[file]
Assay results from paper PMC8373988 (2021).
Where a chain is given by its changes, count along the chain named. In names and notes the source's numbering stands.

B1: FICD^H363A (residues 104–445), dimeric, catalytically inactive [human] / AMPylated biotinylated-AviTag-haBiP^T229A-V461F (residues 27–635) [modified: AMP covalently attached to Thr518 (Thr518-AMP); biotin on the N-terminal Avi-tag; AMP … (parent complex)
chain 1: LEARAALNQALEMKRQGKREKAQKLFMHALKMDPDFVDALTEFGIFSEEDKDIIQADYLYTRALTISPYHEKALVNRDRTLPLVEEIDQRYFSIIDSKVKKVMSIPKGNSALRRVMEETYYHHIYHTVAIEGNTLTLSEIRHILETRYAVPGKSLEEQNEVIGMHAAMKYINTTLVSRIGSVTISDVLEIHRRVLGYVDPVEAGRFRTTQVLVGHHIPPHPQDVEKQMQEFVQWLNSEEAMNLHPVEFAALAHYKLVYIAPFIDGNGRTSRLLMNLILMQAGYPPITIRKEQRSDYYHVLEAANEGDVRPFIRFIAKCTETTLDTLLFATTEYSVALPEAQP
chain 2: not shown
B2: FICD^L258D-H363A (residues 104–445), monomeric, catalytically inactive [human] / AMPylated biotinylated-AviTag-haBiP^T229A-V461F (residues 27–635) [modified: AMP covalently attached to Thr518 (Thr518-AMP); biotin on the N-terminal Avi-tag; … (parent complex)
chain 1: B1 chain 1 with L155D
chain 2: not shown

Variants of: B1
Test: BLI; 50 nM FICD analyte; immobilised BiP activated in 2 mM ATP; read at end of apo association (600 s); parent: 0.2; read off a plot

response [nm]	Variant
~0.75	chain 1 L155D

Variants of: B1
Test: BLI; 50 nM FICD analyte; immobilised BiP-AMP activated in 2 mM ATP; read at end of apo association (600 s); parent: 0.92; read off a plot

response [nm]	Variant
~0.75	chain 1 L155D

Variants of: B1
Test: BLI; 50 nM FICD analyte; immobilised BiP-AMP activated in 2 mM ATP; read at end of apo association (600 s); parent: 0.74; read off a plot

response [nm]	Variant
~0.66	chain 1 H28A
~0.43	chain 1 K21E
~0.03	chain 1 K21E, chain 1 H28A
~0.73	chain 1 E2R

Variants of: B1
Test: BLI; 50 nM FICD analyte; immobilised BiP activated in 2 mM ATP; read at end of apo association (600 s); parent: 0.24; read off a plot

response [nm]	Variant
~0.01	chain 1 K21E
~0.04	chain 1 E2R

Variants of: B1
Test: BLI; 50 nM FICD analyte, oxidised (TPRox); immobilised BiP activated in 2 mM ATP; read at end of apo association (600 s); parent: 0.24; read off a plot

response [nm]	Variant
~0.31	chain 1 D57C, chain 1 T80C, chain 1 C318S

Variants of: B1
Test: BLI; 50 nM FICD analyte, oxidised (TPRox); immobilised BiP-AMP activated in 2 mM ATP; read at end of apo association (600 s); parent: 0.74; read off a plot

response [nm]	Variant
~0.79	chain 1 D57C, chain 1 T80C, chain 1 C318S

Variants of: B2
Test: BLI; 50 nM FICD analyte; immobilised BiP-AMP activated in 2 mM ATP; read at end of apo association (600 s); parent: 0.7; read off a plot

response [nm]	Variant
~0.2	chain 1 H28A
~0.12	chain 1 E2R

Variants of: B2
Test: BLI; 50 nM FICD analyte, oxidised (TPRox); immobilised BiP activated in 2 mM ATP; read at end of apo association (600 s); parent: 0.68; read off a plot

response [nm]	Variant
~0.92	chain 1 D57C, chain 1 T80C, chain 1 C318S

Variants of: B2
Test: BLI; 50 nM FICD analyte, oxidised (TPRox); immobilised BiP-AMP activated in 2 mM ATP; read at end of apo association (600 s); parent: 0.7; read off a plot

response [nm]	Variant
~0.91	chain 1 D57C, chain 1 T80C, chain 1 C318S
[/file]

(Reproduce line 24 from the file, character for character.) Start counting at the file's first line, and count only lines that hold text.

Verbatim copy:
Variants of: B1